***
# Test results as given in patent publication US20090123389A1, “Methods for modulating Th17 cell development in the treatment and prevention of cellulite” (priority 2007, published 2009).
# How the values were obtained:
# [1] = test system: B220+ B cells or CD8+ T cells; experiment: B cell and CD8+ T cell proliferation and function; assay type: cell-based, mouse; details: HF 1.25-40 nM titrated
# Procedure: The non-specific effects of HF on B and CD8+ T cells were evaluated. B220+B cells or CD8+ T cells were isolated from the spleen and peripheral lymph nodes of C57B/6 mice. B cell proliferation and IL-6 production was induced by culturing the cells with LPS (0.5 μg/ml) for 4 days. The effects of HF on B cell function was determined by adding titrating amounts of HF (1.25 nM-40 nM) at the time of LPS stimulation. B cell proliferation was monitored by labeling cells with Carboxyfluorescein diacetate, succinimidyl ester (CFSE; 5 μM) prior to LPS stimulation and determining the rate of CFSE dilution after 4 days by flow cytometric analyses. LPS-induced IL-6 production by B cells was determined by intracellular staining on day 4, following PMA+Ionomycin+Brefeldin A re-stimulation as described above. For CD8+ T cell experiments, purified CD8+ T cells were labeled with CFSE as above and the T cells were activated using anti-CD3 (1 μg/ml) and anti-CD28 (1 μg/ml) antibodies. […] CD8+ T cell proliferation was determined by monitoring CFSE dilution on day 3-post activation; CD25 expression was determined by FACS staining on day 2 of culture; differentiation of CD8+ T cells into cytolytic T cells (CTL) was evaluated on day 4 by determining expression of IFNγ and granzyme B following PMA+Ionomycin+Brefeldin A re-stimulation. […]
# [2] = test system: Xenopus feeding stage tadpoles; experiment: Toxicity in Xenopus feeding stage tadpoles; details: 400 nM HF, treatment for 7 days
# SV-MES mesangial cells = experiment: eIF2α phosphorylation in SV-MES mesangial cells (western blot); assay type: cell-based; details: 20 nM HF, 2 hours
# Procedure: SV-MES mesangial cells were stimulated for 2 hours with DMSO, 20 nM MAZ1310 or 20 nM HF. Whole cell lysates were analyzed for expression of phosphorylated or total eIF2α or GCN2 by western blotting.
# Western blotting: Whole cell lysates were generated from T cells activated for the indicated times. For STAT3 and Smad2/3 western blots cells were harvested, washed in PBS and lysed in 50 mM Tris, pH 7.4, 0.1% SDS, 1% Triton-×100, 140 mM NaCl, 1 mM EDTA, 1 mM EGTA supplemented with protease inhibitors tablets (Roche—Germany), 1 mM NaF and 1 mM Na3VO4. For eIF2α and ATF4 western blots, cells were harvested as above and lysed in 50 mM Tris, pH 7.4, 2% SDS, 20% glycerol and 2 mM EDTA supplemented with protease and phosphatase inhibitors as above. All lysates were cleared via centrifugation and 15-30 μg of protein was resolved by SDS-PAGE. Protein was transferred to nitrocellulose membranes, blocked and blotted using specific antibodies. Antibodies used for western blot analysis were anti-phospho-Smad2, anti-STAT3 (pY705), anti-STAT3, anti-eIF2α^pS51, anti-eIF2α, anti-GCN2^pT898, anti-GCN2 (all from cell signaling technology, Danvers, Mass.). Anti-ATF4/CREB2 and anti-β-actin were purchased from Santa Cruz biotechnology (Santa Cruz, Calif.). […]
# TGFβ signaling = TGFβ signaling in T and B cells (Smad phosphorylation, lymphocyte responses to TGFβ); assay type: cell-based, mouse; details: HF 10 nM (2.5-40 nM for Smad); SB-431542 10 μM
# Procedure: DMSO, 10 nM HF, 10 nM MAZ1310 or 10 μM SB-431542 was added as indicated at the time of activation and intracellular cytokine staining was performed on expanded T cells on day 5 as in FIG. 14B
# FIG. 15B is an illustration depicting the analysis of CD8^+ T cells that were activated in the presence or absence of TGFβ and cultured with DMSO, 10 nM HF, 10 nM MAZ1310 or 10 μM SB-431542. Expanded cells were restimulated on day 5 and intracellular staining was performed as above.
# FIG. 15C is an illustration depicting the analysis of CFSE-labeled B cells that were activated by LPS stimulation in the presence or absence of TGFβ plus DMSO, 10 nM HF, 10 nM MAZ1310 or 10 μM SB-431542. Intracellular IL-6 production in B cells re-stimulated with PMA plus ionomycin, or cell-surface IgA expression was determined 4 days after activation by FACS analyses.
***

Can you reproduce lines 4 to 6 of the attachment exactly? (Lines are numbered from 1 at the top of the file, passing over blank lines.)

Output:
# Procedure: The non-specific effects of HF on B and CD8+ T cells were evaluated. B220+B cells or CD8+ T cells were isolated from the spleen and peripheral lymph nodes of C57B/6 mice. B cell proliferation and IL-6 production was induced by culturing the cells with LPS (0.5 μg/ml) for 4 days. The effects of HF on B cell function was determined by adding titrating amounts of HF (1.25 nM-40 nM) at the time of LPS stimulation. B cell proliferation was monitored by labeling cells with Carboxyfluorescein diacetate, succinimidyl ester (CFSE; 5 μM) prior to LPS stimulation and determining the rate of CFSE dilution after 4 days by flow cytometric analyses. LPS-induced IL-6 production by B cells was determined by intracellular staining on day 4, following PMA+Ionomycin+Brefeldin A re-stimulation as described above. For CD8+ T cell experiments, purified CD8+ T cells were labeled with CFSE as above and the T cells were activated using anti-CD3 (1 μg/ml) and anti-CD28 (1 μg/ml) antibodies. […] CD8+ T cell proliferation was determined by monitoring CFSE dilution on day 3-post activation; CD25 expression was determined by FACS staining on day 2 of culture; differentiation of CD8+ T cells into cytolytic T cells (CTL) was evaluated on day 4 by determining expression of IFNγ and granzyme B following PMA+Ionomycin+Brefeldin A re-stimulation. […]
# [2] = test system: Xenopus feeding stage tadpoles; experiment: Toxicity in Xenopus feeding stage tadpoles; details: 400 nM HF, treatment for 7 days
# SV-MES mesangial cells = experiment: eIF2α phosphorylation in SV-MES mesangial cells (western blot); assay type: cell-based; details: 20 nM HF, 2 hours